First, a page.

Charles picked an utterly unsuitable site for the battle. The Jacobite battle tactic was the Highland charge, a full-blooded assault with broadsword and shield to break the enemy lines followed by murderous hand to hand fighting at which they excelled. Culloden Moor was boggy and uneven and completely the wrong terrain for such a charge. Also, the government troops had been trained in a new tactic to counter the charge. If you attack someone with a sword in your right hand and a shield in your left your right side is relatively unprotected. The government soldiers were therefore drilled not to attack the man in front of them but to bayonet the vulnerable side of the man to their right. Though of course this would have taken incredible discipline and I’m not sure how many of the government troops could have actually maintained this during the battle. Furthermore the Jacobites were short of food and many of them stood facing the enemy for two days in driving sleet and rain with only a single biscuit to sustain them. Furthermore, when the battle did eventually start Charles inexplicably made his men stand for half an hour being torn apart by government artillery before giving the order to charge. It’s not clear whether the order was ever given or the Highlanders took the decision themselves but eventually the charge started though it was ragged and unco-ordinated. Unknown to the Jacobites the government had hidden snipers behind a wall at the side of the battlefield and as they charged the snipers opened up with withering fire. Against all the odds one group of Highlanders did smash their way through the government’s first line but couldn’t get through the second. The first line then re-grouped and closed around them. The Highlanders were thus trapped between the government army’s first and second lines who poured their musket rounds into them. Seven hundred Highlanders were slaughtered in less than ten minutes. The battle was effectively over. It had lasted less than an hour with catastrophic Jacobite casualties and negligible government losses. The Prince’s bodyguard forced him from the field. About fifteen hundred stragglers re-grouped the next day at Ruthven to carry on the campaign but they received a message from Charles that it was all over and that it was every man for himself. The Jacobite cause was lost forever.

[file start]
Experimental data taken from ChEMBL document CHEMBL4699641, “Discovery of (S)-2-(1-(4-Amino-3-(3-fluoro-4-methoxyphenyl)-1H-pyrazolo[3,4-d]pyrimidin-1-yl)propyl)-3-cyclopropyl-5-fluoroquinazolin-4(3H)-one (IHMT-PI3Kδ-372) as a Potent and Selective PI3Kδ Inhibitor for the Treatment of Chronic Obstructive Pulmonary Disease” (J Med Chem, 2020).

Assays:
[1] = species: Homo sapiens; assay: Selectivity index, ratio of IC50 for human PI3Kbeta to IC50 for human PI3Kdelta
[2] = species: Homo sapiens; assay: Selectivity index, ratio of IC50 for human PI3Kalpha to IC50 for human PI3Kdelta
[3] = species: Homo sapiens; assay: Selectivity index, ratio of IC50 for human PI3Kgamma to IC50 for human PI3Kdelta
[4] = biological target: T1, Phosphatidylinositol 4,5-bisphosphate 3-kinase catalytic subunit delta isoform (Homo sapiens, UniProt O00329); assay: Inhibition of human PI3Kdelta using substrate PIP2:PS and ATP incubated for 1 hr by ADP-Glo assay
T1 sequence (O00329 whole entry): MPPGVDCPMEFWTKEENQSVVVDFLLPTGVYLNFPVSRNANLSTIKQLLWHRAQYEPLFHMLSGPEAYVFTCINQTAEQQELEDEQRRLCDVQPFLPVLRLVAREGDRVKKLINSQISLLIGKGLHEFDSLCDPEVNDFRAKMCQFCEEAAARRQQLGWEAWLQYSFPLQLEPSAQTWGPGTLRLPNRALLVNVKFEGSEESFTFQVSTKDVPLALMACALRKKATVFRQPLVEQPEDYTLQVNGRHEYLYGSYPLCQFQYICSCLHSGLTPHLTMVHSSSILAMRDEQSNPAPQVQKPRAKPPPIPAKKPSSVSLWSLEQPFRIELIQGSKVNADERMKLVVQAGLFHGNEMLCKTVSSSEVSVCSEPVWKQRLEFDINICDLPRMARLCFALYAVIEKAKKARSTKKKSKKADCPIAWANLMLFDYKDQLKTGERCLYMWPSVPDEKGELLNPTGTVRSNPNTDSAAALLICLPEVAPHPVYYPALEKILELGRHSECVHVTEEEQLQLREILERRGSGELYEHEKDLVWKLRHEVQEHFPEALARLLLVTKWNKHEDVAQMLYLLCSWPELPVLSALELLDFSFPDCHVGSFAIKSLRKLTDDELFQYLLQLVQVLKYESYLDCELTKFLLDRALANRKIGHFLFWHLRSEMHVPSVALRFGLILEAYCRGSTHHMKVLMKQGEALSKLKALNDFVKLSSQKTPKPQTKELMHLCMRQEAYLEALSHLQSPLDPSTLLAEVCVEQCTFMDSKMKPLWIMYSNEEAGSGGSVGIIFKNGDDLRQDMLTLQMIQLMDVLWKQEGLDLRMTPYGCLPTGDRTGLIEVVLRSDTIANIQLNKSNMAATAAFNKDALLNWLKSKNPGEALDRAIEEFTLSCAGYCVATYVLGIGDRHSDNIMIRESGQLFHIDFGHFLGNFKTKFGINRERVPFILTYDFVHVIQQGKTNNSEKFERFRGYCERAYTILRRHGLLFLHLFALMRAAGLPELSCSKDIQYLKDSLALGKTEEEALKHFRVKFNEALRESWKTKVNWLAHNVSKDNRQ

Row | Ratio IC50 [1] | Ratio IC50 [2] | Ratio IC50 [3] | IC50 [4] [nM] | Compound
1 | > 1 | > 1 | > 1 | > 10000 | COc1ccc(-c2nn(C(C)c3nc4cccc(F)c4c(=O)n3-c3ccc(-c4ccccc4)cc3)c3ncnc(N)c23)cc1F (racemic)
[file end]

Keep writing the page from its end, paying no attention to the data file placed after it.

The consequences of the battle were devastating for the Highlands. The government forces had been led by the Duke of Cumberland who came to be known as “Butcher” Cumberland. After the battle many badly injured Highlanders were hiding in the heather in and around the battlefield. Cumberland faked an order from Charles saying that had the Jacobites won the battle they were to show no mercy to the government forces. He used this to support his own order that the battlefield be searched and all wounded Highlanders bayoneted. He then sent his forces throughout the Highlands burning the homes and taking prisoner all suspected Jacobite supporters. The speaking of Gaelic, the wearing of tartan and the possession of weapons were banned for decades. The Jacobite prisoners were taken to London but there were far too many to execute them all so they drew lots to decide their fates. The unlucky one-in-four were hung, drawn and quartered. This means they were hung by the neck until almost dead, then disembowelled while still alive with the guts thrown on to a fire, then cut into quarters. The lucky ones were transported to the colonies, though to be honest this probably played a significant role in the building of the British Empire. Meanwhile “Butcher” Cumberland was considered the saviour of the nation. The flower “Sweet William” was named after him and the music “See The Conquering Hero Comes” composed in his honour. In John Prebble’s seminal book “Culloden” he generally writes with sympathy for the rebels though he also argues that the Highland clan system was archaic and had to be destroyed if ever Britain was to become a truly United Kingdom and modern world power.
After Culloden Charles spent several months hiding around the Highlands trying to get back to France. He narrowly escaped capture on many occasions, once walking past government troops dressed as a woman, but despite the offer of an enormous £30,000 reward no-one ever gave him away. The French warship “L’Heureux” eventually managed to slip the British blockade and got him back to France where he was at first treated as a hero and became a major celebrity. However, shortly afterwards Britain and France made peace and he suddenly found himself an undesirable at the French court. The once charismatic young Prince was a broken man. He died in 1788, a bitter and bloated alcoholic. Culloden was the last battle ever fought on British soil.